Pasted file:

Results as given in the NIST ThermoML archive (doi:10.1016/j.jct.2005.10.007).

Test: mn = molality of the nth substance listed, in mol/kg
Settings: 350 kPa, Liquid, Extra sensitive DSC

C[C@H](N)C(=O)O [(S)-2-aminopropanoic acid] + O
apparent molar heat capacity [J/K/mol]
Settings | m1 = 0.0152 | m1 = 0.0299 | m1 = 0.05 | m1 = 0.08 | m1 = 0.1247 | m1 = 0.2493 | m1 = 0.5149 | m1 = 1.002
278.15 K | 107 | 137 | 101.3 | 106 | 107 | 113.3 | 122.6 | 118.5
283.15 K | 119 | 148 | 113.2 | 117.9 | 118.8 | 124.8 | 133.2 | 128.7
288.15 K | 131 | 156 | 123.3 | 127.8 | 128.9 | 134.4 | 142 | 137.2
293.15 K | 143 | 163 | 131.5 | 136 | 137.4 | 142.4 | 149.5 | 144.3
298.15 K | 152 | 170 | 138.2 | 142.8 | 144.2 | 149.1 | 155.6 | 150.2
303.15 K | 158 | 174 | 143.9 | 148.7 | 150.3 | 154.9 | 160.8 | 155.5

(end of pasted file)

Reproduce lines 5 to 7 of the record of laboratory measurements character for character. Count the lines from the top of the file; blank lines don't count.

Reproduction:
apparent molar heat capacity [J/K/mol]
Settings | m1 = 0.0152 | m1 = 0.0299 | m1 = 0.05 | m1 = 0.08 | m1 = 0.1247 | m1 = 0.2493 | m1 = 0.5149 | m1 = 1.002
278.15 K | 107 | 137 | 101.3 | 106 | 107 | 113.3 | 122.6 | 118.5